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All the wicked of the earth you count as dross;

therefore I love your decrees.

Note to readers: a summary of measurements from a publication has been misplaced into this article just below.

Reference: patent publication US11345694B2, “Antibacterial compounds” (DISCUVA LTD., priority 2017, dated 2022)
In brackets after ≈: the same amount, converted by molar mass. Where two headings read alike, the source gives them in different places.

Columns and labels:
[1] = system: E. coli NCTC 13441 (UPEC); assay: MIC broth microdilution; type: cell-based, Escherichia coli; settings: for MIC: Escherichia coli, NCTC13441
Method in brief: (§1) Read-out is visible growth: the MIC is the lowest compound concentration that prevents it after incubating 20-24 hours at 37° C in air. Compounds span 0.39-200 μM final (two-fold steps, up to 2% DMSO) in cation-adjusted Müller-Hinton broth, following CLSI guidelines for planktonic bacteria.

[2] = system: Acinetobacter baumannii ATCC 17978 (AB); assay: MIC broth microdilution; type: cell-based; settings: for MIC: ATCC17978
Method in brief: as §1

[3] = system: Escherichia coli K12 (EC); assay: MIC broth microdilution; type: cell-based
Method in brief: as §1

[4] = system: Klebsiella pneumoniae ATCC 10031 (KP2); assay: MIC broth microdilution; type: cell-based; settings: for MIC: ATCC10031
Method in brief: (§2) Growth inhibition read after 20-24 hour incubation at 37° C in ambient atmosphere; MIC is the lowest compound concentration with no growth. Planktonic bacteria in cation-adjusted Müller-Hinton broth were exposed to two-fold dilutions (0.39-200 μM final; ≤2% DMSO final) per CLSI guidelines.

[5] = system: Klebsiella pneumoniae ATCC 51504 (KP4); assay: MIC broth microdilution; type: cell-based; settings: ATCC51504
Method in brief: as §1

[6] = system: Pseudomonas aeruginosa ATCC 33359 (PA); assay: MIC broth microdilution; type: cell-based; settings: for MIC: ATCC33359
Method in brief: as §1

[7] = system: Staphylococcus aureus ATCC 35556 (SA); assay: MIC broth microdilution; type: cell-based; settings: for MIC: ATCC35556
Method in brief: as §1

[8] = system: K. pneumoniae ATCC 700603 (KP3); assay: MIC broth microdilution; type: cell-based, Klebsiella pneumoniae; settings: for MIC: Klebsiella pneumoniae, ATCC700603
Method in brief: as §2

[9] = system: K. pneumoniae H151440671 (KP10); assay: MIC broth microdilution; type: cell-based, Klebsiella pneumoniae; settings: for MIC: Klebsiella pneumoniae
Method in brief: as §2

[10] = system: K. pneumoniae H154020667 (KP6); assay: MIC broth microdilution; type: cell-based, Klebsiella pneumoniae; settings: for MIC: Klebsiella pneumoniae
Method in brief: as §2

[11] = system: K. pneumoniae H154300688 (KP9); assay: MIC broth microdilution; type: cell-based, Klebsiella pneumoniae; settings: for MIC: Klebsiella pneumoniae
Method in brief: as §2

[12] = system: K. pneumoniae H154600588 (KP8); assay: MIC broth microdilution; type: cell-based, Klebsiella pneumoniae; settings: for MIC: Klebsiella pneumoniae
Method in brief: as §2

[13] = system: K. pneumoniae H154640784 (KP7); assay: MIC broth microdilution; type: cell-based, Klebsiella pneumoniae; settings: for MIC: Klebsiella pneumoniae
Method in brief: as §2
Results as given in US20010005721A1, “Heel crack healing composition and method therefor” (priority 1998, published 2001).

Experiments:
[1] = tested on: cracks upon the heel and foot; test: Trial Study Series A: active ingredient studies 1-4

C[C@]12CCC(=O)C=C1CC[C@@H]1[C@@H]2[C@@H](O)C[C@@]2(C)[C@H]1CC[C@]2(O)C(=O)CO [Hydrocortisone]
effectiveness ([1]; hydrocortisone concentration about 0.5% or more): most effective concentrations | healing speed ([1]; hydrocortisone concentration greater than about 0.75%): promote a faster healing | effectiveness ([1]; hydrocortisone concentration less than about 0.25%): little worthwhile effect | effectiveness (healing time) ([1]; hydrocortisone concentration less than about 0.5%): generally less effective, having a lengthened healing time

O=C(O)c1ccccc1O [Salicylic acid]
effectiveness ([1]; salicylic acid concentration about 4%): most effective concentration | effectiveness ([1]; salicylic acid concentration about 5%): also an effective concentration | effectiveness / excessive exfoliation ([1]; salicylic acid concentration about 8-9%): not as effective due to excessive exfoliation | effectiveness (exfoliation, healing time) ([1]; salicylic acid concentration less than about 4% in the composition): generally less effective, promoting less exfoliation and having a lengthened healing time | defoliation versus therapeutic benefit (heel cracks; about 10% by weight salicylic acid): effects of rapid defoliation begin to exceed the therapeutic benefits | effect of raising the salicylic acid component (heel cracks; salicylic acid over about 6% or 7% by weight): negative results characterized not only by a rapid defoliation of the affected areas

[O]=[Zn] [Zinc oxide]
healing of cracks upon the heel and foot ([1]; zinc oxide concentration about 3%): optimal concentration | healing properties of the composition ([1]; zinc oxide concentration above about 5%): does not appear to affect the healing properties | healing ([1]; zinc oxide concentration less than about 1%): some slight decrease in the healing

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119. Thou hast made all the wicked of the earth to cease as dross. The meaning of this verse is similar to that of the preceding. By the similitude employed, there is described a sudden and an unexpected change, when their imaginative glory and happiness become dissipated in smoke. It is to be observed, that the vengeance of God against the wicked is not all at once manifested, so that they completely perish, or are exterminated from the earth; but as God, in rooting them out one after another, shows himself to be the judge of the world, and that he is purging the earth of them, it is not wonderful to find the prophet speaking of their destruction in this manner; for the Hebrew verbs often denote a continued act. As God, then, executes his judgments by little and little, and often suspends punishment until he see that the wicked abuse his long-suffering; it becomes us, on our part, to continue patiently waiting until, as a heathen writer observes, he compensate the delay of the punishment, by its severity when inflicted. It is abundantly evident, that the particle of similitude, as, is to be supplied before the word dross 440440     “Before the noun סגים, rendered dross, the particle כ, of similitude, is understood, so that the Psalmist says, ‘Thou hast entirely removed (made to cease) all the wicked of the earth as dross,’ which is removed from metals by fusion, or from corn by winnowing. The society of men is as a mass of metal in which the wicked are as rust and dross. The judgments of God, which are searching, will cause a separation of the dross from the metal, and thus He will destroy the one and preserve the other.” — Phillips Nor do I reject the opinion of those who assert, that the wicked are compared to dross, because, so long as they are mingled among the faithful as dregs, they infect and contaminate them; but when they are removed as scum, the purity of the godly shines forth with improved lustre. In the second place, the prophet adds, that the judgments of God were not without fruit in him, since they led him to love the doctrine of the law the more. Those who are not induced to commit themselves to the protection of God, whenever, by lifting up his hand, he shows that the world is governed by his power, must certainly be very perverse; but when, of his own good pleasure, he offers himself to us by his word, those who do not make haste to embrace so great a boon are stupid indeed. On the other hand, when he connives for a long time at the wickedness of men, devout affection, which should ravish us with the love of God’s word, languishes.